An order last week from the Evers administration limits indoor public gatherings to a quarter of their capacity. The order was created to curb recent spikes of COVID-19 in Wisconsin, which is, by population, currently a national hotspot for the coronavirus.
But yesterday, a committee of the legislature pushed back on the order, requiring the Department of Health Services to go through an official rulemaking procedure in the next 30 days.
Members of the state’s Joint Committee for Review of Administrative Rules debated whether the meeting was about the law, or political theatre.
At the crux of the debate was whether to treat the emergency order as an order, or a rule, which would require the DHS to go through an official rulemaking process with the state legislature.
Democrats on the committee were incensed, saying Republicans on the committee continue to use delaying tactics during the pandemic. State Senator Chris Larsen, a Democrat from Milwaukee, says the legislature has not acted on the pandemic.
“The only plan is to obfuscate, to get in the way and to have an academic discussion about what is proper and what isn’t proper in the face of an emergency, and try and block the only folks who are trying to act responsibly to try and limit infections, limit death in our state,” Larson said.
A recent review from WisPolitics finds that Wisconsin has had the least-active full-time legislature in the nation during the pandemic. The Assembly and Senate have each met once, in April, to pass a coronavirus relief bill.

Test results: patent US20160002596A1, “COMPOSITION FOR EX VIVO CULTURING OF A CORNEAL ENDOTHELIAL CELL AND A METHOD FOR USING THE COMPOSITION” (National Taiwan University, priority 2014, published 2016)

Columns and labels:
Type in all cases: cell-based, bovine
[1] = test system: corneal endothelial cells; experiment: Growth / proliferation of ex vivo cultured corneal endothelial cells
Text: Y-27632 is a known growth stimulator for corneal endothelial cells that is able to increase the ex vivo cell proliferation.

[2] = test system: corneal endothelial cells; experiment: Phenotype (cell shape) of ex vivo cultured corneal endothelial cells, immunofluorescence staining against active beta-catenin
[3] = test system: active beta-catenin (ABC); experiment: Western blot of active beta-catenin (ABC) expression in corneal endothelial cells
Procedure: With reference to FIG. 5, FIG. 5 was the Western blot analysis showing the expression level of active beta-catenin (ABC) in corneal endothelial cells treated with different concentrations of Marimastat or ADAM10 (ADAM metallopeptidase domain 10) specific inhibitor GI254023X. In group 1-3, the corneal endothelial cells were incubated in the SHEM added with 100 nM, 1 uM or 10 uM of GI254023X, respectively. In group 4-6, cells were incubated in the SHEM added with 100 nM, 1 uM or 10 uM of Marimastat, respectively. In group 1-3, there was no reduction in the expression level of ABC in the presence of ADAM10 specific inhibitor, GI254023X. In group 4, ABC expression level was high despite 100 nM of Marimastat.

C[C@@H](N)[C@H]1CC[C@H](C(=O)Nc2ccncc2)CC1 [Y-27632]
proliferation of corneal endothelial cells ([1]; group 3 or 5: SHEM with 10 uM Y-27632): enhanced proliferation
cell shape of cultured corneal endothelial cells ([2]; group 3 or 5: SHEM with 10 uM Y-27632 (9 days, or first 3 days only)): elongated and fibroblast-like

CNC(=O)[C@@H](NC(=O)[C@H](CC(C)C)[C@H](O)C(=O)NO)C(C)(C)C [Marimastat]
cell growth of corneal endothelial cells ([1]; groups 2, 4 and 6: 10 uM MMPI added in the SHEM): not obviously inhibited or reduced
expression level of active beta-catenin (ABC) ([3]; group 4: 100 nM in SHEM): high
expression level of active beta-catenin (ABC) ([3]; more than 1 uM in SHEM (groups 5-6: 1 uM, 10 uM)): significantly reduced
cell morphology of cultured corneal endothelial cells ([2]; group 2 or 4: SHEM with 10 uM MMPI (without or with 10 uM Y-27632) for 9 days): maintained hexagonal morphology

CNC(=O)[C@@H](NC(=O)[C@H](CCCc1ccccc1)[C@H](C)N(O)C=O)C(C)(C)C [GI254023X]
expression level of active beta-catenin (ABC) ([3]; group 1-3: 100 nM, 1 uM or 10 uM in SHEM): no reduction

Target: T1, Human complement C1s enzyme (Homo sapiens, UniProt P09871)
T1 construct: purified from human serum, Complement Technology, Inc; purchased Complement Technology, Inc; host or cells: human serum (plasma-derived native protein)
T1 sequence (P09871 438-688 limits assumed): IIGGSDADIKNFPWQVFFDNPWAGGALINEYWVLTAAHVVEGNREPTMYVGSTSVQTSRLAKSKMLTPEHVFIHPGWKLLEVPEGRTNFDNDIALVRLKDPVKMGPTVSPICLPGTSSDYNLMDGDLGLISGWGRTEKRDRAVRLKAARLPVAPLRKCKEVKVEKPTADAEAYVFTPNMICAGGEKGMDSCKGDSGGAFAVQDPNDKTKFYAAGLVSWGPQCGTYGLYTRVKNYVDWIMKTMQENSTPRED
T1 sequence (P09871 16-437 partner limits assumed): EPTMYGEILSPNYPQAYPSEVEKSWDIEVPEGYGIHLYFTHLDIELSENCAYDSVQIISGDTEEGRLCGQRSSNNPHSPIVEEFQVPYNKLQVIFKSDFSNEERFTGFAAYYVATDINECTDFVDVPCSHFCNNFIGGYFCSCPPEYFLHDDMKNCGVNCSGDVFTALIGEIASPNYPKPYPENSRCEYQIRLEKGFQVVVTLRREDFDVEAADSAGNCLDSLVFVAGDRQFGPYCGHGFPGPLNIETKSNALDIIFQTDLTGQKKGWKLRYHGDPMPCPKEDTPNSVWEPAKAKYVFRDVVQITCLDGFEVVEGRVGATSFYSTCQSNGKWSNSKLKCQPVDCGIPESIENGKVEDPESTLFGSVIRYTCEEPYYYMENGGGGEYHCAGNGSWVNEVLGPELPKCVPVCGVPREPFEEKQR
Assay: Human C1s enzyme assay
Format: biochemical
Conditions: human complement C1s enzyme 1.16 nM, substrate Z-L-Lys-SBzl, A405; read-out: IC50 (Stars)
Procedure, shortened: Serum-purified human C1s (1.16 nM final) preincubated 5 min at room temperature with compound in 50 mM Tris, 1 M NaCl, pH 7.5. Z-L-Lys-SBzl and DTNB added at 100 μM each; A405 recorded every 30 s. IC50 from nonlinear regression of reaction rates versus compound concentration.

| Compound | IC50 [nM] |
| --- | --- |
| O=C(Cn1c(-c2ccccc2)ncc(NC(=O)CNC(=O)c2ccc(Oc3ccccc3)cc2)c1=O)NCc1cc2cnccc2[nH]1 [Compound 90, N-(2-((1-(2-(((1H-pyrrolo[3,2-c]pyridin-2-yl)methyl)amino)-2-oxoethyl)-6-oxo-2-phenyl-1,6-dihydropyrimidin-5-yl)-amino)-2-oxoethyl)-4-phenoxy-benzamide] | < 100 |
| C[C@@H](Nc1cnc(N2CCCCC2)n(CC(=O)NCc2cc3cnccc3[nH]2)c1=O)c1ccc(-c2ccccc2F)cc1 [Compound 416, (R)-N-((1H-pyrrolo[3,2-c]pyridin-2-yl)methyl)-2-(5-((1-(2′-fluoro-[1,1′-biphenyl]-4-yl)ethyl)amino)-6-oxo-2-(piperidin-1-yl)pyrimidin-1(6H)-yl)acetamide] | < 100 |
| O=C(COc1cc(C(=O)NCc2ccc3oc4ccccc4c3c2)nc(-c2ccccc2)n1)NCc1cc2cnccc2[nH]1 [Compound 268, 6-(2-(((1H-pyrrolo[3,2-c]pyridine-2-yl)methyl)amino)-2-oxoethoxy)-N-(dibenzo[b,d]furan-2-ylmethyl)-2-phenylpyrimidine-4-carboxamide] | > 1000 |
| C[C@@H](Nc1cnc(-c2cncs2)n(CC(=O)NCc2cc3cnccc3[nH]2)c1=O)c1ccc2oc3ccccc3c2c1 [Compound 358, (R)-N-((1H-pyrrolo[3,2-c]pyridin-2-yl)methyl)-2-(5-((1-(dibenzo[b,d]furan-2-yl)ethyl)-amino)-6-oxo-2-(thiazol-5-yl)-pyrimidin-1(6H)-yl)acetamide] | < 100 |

Republicans on the committee accused Democrats of missing the point. Committee Co-chair Stephen Nass, a Republican from Whitewater, defended their decision to hold the department to its procedural obligations.
“This is not a debate on COVID, it’s a debate on whether DHS is following the law. I would argue they are not following the law, they are breaking the law… You got to follow the law. The DHS secretary designee is running a rogue agency,” said Nass.
In less than an hour, the decision to deem the order as, instead, a “rule” passed in a party line vote, with the 6 republicans voting yes and the 4 democrats voting no.
Looming over this discussion is the Wisconsin Supreme Court’s decision from May, striking down Governor Evers’ safer-at-home emergency order. That decision also hinged on whether the self-proclaimed order was an order or a rule, ultimately finding it to be a rule — and requiring it to go through an official rulemaking process.
In May, after the state’s high court struck down safer-at-home, Governor Evers and his administration withdrew their application to start the rulemaking process, saying it wasn’t worth the time to try and work with the Republican-controlled legislature.
“The Republicans made it very clear that they don’t believe a statewide approach is the right way to go.. They also don’t believe restrictions are advisable. So that kind of narrows it down, and they rejected our scope statement. Given that it just doesn’t make any sense doing something we know isn’t going to be successful,” said the Governor in May.
The Department of Health Services has thirty days to comply with the order, and begin the rulemaking process, including a public hearing and public notices. The legislature’s Joint Committee has the ultimate power to approve or deny the rule or parts of it.
That’s if it’s not challenged in court — which is where Senator Larson predicts it may go.
“If you don’t think that’s allowed, then it can go to the courts. That seems to be the preferred method of the legislature these days, where more lawsuits have been filed then legislation introduced in the last six months. So it may just go that way,” said Larson.